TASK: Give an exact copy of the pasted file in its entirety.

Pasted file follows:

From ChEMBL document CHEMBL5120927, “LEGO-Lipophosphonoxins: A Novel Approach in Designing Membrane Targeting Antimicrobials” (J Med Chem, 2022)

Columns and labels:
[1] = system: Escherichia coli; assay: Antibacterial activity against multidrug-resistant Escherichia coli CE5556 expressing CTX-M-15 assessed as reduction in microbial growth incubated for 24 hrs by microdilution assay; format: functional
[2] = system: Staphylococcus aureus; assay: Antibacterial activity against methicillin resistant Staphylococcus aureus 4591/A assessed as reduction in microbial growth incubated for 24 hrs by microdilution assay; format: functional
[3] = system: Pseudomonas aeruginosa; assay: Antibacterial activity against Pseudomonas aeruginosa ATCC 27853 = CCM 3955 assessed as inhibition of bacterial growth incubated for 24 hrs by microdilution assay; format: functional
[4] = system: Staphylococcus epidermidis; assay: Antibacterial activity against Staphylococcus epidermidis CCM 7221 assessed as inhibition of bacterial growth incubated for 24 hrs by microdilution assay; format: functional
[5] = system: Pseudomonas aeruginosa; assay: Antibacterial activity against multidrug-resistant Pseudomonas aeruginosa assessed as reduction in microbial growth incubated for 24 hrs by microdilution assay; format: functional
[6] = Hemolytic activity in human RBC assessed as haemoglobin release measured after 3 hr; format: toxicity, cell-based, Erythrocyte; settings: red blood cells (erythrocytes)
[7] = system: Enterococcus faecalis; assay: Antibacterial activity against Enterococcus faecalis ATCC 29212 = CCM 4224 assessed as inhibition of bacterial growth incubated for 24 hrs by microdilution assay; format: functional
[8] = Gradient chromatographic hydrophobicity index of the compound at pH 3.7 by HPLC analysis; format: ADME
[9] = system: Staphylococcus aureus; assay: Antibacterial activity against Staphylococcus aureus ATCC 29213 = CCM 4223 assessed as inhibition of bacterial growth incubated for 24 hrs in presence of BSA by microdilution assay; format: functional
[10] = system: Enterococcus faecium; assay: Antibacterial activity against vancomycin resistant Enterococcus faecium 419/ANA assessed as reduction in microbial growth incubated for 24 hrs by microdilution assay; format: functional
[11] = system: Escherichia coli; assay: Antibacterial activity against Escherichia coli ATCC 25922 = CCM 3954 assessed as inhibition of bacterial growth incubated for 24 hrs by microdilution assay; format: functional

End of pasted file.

From ChEMBL document CHEMBL5120927, “LEGO-Lipophosphonoxins: A Novel Approach in Designing Membrane Targeting Antimicrobials” (J Med Chem, 2022)

Columns and labels:
[1] = system: Escherichia coli; assay: Antibacterial activity against multidrug-resistant Escherichia coli CE5556 expressing CTX-M-15 assessed as reduction in microbial growth incubated for 24 hrs by microdilution assay; format: functional
[2] = system: Staphylococcus aureus; assay: Antibacterial activity against methicillin resistant Staphylococcus aureus 4591/A assessed as reduction in microbial growth incubated for 24 hrs by microdilution assay; format: functional
[3] = system: Pseudomonas aeruginosa; assay: Antibacterial activity against Pseudomonas aeruginosa ATCC 27853 = CCM 3955 assessed as inhibition of bacterial growth incubated for 24 hrs by microdilution assay; format: functional
[4] = system: Staphylococcus epidermidis; assay: Antibacterial activity against Staphylococcus epidermidis CCM 7221 assessed as inhibition of bacterial growth incubated for 24 hrs by microdilution assay; format: functional
[5] = system: Pseudomonas aeruginosa; assay: Antibacterial activity against multidrug-resistant Pseudomonas aeruginosa assessed as reduction in microbial growth incubated for 24 hrs by microdilution assay; format: functional
[6] = Hemolytic activity in human RBC assessed as haemoglobin release measured after 3 hr; format: toxicity, cell-based, Erythrocyte; settings: red blood cells (erythrocytes)
[7] = system: Enterococcus faecalis; assay: Antibacterial activity against Enterococcus faecalis ATCC 29212 = CCM 4224 assessed as inhibition of bacterial growth incubated for 24 hrs by microdilution assay; format: functional
[8] = Gradient chromatographic hydrophobicity index of the compound at pH 3.7 by HPLC analysis; format: ADME
[9] = system: Staphylococcus aureus; assay: Antibacterial activity against Staphylococcus aureus ATCC 29213 = CCM 4223 assessed as inhibition of bacterial growth incubated for 24 hrs in presence of BSA by microdilution assay; format: functional
[10] = system: Enterococcus faecium; assay: Antibacterial activity against vancomycin resistant Enterococcus faecium 419/ANA assessed as reduction in microbial growth incubated for 24 hrs by microdilution assay; format: functional
[11] = system: Escherichia coli; assay: Antibacterial activity against Escherichia coli ATCC 25922 = CCM 3954 assessed as inhibition of bacterial growth incubated for 24 hrs by microdilution assay; format: functional